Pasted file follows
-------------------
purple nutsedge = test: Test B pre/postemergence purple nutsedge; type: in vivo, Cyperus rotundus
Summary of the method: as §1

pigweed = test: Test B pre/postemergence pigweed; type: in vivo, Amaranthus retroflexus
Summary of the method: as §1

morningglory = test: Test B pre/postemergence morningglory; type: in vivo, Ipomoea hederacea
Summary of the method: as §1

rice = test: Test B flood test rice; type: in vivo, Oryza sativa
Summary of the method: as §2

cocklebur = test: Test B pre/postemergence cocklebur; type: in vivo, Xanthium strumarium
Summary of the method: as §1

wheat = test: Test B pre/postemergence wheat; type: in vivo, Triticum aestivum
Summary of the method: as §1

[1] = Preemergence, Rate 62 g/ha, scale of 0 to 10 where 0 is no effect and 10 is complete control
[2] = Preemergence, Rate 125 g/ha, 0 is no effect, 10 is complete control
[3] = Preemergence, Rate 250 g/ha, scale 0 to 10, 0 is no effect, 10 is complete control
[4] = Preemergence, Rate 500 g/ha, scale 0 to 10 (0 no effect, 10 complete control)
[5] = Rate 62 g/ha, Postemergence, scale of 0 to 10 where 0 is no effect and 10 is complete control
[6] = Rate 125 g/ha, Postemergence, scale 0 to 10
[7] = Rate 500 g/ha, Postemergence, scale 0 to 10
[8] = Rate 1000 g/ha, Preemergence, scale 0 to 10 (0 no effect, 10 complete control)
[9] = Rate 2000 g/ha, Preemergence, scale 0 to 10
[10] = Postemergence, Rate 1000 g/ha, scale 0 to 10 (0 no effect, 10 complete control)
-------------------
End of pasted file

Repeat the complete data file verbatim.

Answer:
purple nutsedge = test: Test B pre/postemergence purple nutsedge; type: in vivo, Cyperus rotundus
Summary of the method: as §1

pigweed = test: Test B pre/postemergence pigweed; type: in vivo, Amaranthus retroflexus
Summary of the method: as §1

morningglory = test: Test B pre/postemergence morningglory; type: in vivo, Ipomoea hederacea
Summary of the method: as §1

rice = test: Test B flood test rice; type: in vivo, Oryza sativa
Summary of the method: as §2

cocklebur = test: Test B pre/postemergence cocklebur; type: in vivo, Xanthium strumarium
Summary of the method: as §1

wheat = test: Test B pre/postemergence wheat; type: in vivo, Triticum aestivum
Summary of the method: as §1

[1] = Preemergence, Rate 62 g/ha, scale of 0 to 10 where 0 is no effect and 10 is complete control
[2] = Preemergence, Rate 125 g/ha, 0 is no effect, 10 is complete control
[3] = Preemergence, Rate 250 g/ha, scale 0 to 10, 0 is no effect, 10 is complete control
[4] = Preemergence, Rate 500 g/ha, scale 0 to 10 (0 no effect, 10 complete control)
[5] = Rate 62 g/ha, Postemergence, scale of 0 to 10 where 0 is no effect and 10 is complete control
[6] = Rate 125 g/ha, Postemergence, scale 0 to 10
[7] = Rate 500 g/ha, Postemergence, scale 0 to 10
[8] = Rate 1000 g/ha, Preemergence, scale 0 to 10 (0 no effect, 10 complete control)
[9] = Rate 2000 g/ha, Preemergence, scale 0 to 10
[10] = Postemergence, Rate 1000 g/ha, scale 0 to 10 (0 no effect, 10 complete control)